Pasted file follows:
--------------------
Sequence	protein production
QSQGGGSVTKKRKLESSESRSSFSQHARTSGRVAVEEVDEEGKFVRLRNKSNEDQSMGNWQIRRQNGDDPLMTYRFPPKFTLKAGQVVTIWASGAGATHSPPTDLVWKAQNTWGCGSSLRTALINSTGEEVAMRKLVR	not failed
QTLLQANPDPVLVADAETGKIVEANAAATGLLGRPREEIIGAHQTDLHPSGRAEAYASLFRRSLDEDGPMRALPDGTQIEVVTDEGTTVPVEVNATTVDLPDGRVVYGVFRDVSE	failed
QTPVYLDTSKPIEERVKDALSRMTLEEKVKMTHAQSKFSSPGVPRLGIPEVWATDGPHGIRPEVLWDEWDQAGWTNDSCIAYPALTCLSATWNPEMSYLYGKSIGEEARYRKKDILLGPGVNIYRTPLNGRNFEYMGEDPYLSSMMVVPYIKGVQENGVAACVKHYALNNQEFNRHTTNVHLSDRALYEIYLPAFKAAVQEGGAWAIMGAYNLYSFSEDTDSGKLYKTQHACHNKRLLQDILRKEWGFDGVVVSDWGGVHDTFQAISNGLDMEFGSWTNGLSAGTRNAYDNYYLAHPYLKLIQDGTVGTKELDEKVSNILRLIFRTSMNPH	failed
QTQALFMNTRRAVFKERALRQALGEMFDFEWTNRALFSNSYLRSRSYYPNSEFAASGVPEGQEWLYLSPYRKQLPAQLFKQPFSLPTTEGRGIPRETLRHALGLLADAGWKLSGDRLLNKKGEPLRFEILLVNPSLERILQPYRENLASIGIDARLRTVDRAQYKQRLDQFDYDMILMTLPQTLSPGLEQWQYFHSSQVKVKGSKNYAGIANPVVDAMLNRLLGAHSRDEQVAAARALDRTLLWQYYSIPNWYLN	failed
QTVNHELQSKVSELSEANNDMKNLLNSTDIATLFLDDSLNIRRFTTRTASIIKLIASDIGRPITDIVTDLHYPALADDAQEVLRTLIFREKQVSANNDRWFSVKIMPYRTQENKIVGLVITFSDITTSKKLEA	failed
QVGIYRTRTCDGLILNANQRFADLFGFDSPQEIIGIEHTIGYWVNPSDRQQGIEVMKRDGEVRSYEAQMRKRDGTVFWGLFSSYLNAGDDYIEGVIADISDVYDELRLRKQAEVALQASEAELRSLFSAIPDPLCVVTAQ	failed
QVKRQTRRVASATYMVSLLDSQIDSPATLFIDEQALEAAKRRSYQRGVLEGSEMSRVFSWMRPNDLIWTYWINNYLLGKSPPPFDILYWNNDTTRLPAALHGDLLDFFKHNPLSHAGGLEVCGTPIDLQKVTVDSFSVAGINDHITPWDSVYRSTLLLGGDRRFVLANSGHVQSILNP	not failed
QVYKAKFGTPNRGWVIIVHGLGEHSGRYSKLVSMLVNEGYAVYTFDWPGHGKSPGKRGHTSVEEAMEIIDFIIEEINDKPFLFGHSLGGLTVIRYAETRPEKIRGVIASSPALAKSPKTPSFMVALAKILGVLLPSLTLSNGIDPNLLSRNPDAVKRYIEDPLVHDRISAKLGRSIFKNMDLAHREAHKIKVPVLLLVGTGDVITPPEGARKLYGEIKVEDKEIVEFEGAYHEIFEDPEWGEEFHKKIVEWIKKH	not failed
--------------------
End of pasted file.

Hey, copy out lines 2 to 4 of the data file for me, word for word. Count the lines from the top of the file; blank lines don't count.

QSQGGGSVTKKRKLESSESRSSFSQHARTSGRVAVEEVDEEGKFVRLRNKSNEDQSMGNWQIRRQNGDDPLMTYRFPPKFTLKAGQVVTIWASGAGATHSPPTDLVWKAQNTWGCGSSLRTALINSTGEEVAMRKLVR	not failed
QTLLQANPDPVLVADAETGKIVEANAAATGLLGRPREEIIGAHQTDLHPSGRAEAYASLFRRSLDEDGPMRALPDGTQIEVVTDEGTTVPVEVNATTVDLPDGRVVYGVFRDVSE	failed
QTPVYLDTSKPIEERVKDALSRMTLEEKVKMTHAQSKFSSPGVPRLGIPEVWATDGPHGIRPEVLWDEWDQAGWTNDSCIAYPALTCLSATWNPEMSYLYGKSIGEEARYRKKDILLGPGVNIYRTPLNGRNFEYMGEDPYLSSMMVVPYIKGVQENGVAACVKHYALNNQEFNRHTTNVHLSDRALYEIYLPAFKAAVQEGGAWAIMGAYNLYSFSEDTDSGKLYKTQHACHNKRLLQDILRKEWGFDGVVVSDWGGVHDTFQAISNGLDMEFGSWTNGLSAGTRNAYDNYYLAHPYLKLIQDGTVGTKELDEKVSNILRLIFRTSMNPH	failed